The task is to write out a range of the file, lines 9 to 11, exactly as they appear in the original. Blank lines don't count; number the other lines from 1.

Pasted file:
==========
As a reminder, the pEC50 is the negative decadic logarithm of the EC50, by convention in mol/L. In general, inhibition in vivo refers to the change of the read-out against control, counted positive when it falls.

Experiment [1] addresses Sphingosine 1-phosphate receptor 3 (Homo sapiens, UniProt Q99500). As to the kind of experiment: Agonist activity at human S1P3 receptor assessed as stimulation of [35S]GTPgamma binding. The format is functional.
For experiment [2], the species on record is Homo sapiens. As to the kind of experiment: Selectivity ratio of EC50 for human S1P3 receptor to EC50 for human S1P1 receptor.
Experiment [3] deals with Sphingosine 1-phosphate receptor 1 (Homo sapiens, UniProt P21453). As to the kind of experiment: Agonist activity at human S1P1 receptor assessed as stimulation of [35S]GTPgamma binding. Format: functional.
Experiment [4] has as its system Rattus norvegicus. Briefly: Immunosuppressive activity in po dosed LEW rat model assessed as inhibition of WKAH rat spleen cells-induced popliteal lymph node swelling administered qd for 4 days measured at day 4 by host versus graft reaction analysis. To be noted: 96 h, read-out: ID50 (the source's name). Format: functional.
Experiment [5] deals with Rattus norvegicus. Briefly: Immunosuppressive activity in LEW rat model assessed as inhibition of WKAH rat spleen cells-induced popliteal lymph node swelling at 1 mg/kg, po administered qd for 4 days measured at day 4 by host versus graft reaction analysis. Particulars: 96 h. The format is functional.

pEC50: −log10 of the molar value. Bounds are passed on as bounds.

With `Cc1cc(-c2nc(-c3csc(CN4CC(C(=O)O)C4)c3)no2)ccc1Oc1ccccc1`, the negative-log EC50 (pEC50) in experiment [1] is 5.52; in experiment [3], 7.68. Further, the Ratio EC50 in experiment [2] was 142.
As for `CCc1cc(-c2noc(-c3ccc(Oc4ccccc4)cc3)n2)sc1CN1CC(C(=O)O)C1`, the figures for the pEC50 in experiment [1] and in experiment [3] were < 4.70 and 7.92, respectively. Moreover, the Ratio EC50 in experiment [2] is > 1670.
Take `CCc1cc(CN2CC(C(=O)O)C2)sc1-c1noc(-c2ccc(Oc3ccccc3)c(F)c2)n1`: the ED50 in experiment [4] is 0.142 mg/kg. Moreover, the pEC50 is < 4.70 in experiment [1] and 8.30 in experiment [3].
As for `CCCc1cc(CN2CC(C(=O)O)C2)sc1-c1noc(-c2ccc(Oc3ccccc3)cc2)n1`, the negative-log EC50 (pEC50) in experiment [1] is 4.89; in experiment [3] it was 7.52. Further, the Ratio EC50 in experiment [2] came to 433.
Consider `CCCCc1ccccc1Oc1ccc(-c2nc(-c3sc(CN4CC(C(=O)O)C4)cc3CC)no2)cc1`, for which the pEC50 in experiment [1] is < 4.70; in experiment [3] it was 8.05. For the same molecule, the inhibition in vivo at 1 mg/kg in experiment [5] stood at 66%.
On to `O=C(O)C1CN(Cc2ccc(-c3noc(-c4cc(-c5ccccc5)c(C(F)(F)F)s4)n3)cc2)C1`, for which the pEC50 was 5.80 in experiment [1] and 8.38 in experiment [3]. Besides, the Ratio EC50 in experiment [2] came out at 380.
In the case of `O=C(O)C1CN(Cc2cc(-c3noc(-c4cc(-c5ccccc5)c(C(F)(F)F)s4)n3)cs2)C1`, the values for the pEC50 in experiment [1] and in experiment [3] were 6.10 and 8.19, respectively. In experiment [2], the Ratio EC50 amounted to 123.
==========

As for `CCc1cc(-c2noc(-c3ccc(Oc4ccccc4)cc3)n2)sc1CN1CC(C(=O)O)C1`, the figures for the pEC50 in experiment [1] and in experiment [3] were < 4.70 and 7.92, respectively. Moreover, the Ratio EC50 in experiment [2] is > 1670.
Take `CCc1cc(CN2CC(C(=O)O)C2)sc1-c1noc(-c2ccc(Oc3ccccc3)c(F)c2)n1`: the ED50 in experiment [4] is 0.142 mg/kg. Moreover, the pEC50 is < 4.70 in experiment [1] and 8.30 in experiment [3].
As for `CCCc1cc(CN2CC(C(=O)O)C2)sc1-c1noc(-c2ccc(Oc3ccccc3)cc2)n1`, the negative-log EC50 (pEC50) in experiment [1] is 4.89; in experiment [3] it was 7.52. Further, the Ratio EC50 in experiment [2] came to 433.